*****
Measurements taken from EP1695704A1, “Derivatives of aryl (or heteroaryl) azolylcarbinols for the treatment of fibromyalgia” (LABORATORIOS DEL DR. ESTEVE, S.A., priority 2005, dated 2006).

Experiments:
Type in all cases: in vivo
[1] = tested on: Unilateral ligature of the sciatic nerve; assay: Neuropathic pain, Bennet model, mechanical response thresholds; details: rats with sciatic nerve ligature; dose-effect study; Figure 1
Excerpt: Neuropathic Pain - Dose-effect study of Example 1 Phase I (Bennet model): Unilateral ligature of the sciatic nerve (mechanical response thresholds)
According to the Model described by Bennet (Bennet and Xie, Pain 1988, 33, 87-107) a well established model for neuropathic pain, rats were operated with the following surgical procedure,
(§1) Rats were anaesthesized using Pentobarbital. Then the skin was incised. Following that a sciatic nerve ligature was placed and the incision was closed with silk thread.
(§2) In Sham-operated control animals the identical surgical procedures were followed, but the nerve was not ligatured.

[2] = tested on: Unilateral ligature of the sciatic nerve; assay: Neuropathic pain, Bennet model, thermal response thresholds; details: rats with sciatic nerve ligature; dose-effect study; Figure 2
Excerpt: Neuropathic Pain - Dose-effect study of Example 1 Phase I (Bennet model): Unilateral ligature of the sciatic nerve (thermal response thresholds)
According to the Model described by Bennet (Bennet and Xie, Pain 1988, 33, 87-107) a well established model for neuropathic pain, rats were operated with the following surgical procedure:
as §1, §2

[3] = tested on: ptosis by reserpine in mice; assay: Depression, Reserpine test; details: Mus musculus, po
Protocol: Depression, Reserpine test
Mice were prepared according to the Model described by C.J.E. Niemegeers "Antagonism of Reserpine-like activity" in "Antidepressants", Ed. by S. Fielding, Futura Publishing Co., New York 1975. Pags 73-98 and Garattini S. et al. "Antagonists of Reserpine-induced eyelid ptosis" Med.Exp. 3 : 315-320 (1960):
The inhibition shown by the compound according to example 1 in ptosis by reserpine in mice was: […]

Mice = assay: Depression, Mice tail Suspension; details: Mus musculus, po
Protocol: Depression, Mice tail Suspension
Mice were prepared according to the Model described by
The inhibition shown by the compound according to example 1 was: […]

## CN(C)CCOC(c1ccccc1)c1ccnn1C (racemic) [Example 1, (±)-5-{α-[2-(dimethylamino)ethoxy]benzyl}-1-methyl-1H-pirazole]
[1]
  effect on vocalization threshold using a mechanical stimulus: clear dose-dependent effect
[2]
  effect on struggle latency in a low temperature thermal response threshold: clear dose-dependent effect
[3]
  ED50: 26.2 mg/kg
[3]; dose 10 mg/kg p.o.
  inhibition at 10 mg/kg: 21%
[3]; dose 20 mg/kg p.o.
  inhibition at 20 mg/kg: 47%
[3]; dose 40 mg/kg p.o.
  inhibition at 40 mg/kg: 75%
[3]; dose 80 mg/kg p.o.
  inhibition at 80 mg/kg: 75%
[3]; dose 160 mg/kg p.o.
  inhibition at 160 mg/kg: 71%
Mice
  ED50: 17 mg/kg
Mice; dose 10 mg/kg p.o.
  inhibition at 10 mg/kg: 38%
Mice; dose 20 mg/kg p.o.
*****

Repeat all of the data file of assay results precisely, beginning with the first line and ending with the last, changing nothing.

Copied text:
Measurements taken from EP1695704A1, “Derivatives of aryl (or heteroaryl) azolylcarbinols for the treatment of fibromyalgia” (LABORATORIOS DEL DR. ESTEVE, S.A., priority 2005, dated 2006).

Experiments:
Type in all cases: in vivo
[1] = tested on: Unilateral ligature of the sciatic nerve; assay: Neuropathic pain, Bennet model, mechanical response thresholds; details: rats with sciatic nerve ligature; dose-effect study; Figure 1
Excerpt: Neuropathic Pain - Dose-effect study of Example 1 Phase I (Bennet model): Unilateral ligature of the sciatic nerve (mechanical response thresholds)
According to the Model described by Bennet (Bennet and Xie, Pain 1988, 33, 87-107) a well established model for neuropathic pain, rats were operated with the following surgical procedure,
(§1) Rats were anaesthesized using Pentobarbital. Then the skin was incised. Following that a sciatic nerve ligature was placed and the incision was closed with silk thread.
(§2) In Sham-operated control animals the identical surgical procedures were followed, but the nerve was not ligatured.

[2] = tested on: Unilateral ligature of the sciatic nerve; assay: Neuropathic pain, Bennet model, thermal response thresholds; details: rats with sciatic nerve ligature; dose-effect study; Figure 2
Excerpt: Neuropathic Pain - Dose-effect study of Example 1 Phase I (Bennet model): Unilateral ligature of the sciatic nerve (thermal response thresholds)
According to the Model described by Bennet (Bennet and Xie, Pain 1988, 33, 87-107) a well established model for neuropathic pain, rats were operated with the following surgical procedure:
as §1, §2

[3] = tested on: ptosis by reserpine in mice; assay: Depression, Reserpine test; details: Mus musculus, po
Protocol: Depression, Reserpine test
Mice were prepared according to the Model described by C.J.E. Niemegeers "Antagonism of Reserpine-like activity" in "Antidepressants", Ed. by S. Fielding, Futura Publishing Co., New York 1975. Pags 73-98 and Garattini S. et al. "Antagonists of Reserpine-induced eyelid ptosis" Med.Exp. 3 : 315-320 (1960):
The inhibition shown by the compound according to example 1 in ptosis by reserpine in mice was: […]

Mice = assay: Depression, Mice tail Suspension; details: Mus musculus, po
Protocol: Depression, Mice tail Suspension
Mice were prepared according to the Model described by
The inhibition shown by the compound according to example 1 was: […]

## CN(C)CCOC(c1ccccc1)c1ccnn1C (racemic) [Example 1, (±)-5-{α-[2-(dimethylamino)ethoxy]benzyl}-1-methyl-1H-pirazole]
[1]
  effect on vocalization threshold using a mechanical stimulus: clear dose-dependent effect
[2]
  effect on struggle latency in a low temperature thermal response threshold: clear dose-dependent effect
[3]
  ED50: 26.2 mg/kg
[3]; dose 10 mg/kg p.o.
  inhibition at 10 mg/kg: 21%
[3]; dose 20 mg/kg p.o.
  inhibition at 20 mg/kg: 47%
[3]; dose 40 mg/kg p.o.
  inhibition at 40 mg/kg: 75%
[3]; dose 80 mg/kg p.o.
  inhibition at 80 mg/kg: 75%
[3]; dose 160 mg/kg p.o.
  inhibition at 160 mg/kg: 71%
Mice
  ED50: 17 mg/kg
Mice; dose 10 mg/kg p.o.
  inhibition at 10 mg/kg: 38%
Mice; dose 20 mg/kg p.o.